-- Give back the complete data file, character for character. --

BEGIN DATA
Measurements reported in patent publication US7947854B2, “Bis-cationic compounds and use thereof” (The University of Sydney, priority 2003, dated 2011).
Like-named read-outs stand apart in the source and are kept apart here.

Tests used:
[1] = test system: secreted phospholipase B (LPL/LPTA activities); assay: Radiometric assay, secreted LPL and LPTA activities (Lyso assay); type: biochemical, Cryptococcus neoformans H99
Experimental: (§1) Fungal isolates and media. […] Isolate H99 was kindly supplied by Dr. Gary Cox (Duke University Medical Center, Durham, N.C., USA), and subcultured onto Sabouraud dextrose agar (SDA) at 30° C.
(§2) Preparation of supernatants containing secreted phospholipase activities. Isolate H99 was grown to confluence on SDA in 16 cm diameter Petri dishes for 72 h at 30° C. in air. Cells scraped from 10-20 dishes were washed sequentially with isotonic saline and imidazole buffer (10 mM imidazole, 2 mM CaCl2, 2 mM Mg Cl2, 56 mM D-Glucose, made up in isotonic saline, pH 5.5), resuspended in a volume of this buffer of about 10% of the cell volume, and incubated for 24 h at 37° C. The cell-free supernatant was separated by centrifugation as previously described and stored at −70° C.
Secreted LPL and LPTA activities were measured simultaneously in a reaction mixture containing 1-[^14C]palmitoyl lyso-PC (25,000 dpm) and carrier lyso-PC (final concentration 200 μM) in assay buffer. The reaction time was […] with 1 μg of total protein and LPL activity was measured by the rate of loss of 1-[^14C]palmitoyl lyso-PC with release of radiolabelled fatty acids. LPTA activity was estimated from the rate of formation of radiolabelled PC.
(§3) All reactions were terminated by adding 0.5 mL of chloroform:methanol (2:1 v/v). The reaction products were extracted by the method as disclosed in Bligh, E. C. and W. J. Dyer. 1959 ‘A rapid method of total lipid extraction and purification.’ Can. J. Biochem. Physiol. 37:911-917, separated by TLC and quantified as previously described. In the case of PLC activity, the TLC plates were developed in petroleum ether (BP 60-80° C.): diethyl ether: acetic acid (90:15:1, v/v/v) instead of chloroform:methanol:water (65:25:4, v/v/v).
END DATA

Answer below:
Measurements reported in patent publication US7947854B2, “Bis-cationic compounds and use thereof” (The University of Sydney, priority 2003, dated 2011).
Like-named read-outs stand apart in the source and are kept apart here.

Tests used:
[1] = test system: secreted phospholipase B (LPL/LPTA activities); assay: Radiometric assay, secreted LPL and LPTA activities (Lyso assay); type: biochemical, Cryptococcus neoformans H99
Experimental: (§1) Fungal isolates and media. […] Isolate H99 was kindly supplied by Dr. Gary Cox (Duke University Medical Center, Durham, N.C., USA), and subcultured onto Sabouraud dextrose agar (SDA) at 30° C.
(§2) Preparation of supernatants containing secreted phospholipase activities. Isolate H99 was grown to confluence on SDA in 16 cm diameter Petri dishes for 72 h at 30° C. in air. Cells scraped from 10-20 dishes were washed sequentially with isotonic saline and imidazole buffer (10 mM imidazole, 2 mM CaCl2, 2 mM Mg Cl2, 56 mM D-Glucose, made up in isotonic saline, pH 5.5), resuspended in a volume of this buffer of about 10% of the cell volume, and incubated for 24 h at 37° C. The cell-free supernatant was separated by centrifugation as previously described and stored at −70° C.
Secreted LPL and LPTA activities were measured simultaneously in a reaction mixture containing 1-[^14C]palmitoyl lyso-PC (25,000 dpm) and carrier lyso-PC (final concentration 200 μM) in assay buffer. The reaction time was […] with 1 μg of total protein and LPL activity was measured by the rate of loss of 1-[^14C]palmitoyl lyso-PC with release of radiolabelled fatty acids. LPTA activity was estimated from the rate of formation of radiolabelled PC.
(§3) All reactions were terminated by adding 0.5 mL of chloroform:methanol (2:1 v/v). The reaction products were extracted by the method as disclosed in Bligh, E. C. and W. J. Dyer. 1959 ‘A rapid method of total lipid extraction and purification.’ Can. J. Biochem. Physiol. 37:911-917, separated by TLC and quantified as previously described. In the case of PLC activity, the TLC plates were developed in petroleum ether (BP 60-80° C.): diethyl ether: acetic acid (90:15:1, v/v/v) instead of chloroform:methanol:water (65:25:4, v/v/v).